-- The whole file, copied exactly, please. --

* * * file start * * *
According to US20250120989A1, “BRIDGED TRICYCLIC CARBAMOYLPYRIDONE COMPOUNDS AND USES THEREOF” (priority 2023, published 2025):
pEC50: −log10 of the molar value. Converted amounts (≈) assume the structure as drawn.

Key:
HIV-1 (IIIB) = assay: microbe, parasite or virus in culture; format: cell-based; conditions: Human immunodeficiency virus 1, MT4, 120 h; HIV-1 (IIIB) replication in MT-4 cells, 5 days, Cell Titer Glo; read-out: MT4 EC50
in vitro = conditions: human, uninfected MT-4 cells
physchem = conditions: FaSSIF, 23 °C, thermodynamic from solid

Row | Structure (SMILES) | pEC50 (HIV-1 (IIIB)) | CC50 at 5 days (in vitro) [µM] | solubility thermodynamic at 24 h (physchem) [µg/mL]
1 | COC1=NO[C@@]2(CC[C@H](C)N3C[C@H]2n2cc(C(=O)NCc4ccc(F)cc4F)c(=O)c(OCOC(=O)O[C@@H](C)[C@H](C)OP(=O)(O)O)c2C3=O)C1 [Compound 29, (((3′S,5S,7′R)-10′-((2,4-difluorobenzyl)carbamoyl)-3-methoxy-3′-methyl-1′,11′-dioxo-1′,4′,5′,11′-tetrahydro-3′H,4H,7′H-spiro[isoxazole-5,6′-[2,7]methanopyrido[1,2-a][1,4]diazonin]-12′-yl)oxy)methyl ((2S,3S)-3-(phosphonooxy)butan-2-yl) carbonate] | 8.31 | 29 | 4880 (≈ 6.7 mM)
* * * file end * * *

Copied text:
According to US20250120989A1, “BRIDGED TRICYCLIC CARBAMOYLPYRIDONE COMPOUNDS AND USES THEREOF” (priority 2023, published 2025):
pEC50: −log10 of the molar value. Converted amounts (≈) assume the structure as drawn.

Key:
HIV-1 (IIIB) = assay: microbe, parasite or virus in culture; format: cell-based; conditions: Human immunodeficiency virus 1, MT4, 120 h; HIV-1 (IIIB) replication in MT-4 cells, 5 days, Cell Titer Glo; read-out: MT4 EC50
in vitro = conditions: human, uninfected MT-4 cells
physchem = conditions: FaSSIF, 23 °C, thermodynamic from solid

Row | Structure (SMILES) | pEC50 (HIV-1 (IIIB)) | CC50 at 5 days (in vitro) [µM] | solubility thermodynamic at 24 h (physchem) [µg/mL]
1 | COC1=NO[C@@]2(CC[C@H](C)N3C[C@H]2n2cc(C(=O)NCc4ccc(F)cc4F)c(=O)c(OCOC(=O)O[C@@H](C)[C@H](C)OP(=O)(O)O)c2C3=O)C1 [Compound 29, (((3′S,5S,7′R)-10′-((2,4-difluorobenzyl)carbamoyl)-3-methoxy-3′-methyl-1′,11′-dioxo-1′,4′,5′,11′-tetrahydro-3′H,4H,7′H-spiro[isoxazole-5,6′-[2,7]methanopyrido[1,2-a][1,4]diazonin]-12′-yl)oxy)methyl ((2S,3S)-3-(phosphonooxy)butan-2-yl) carbonate] | 8.31 | 29 | 4880 (≈ 6.7 mM)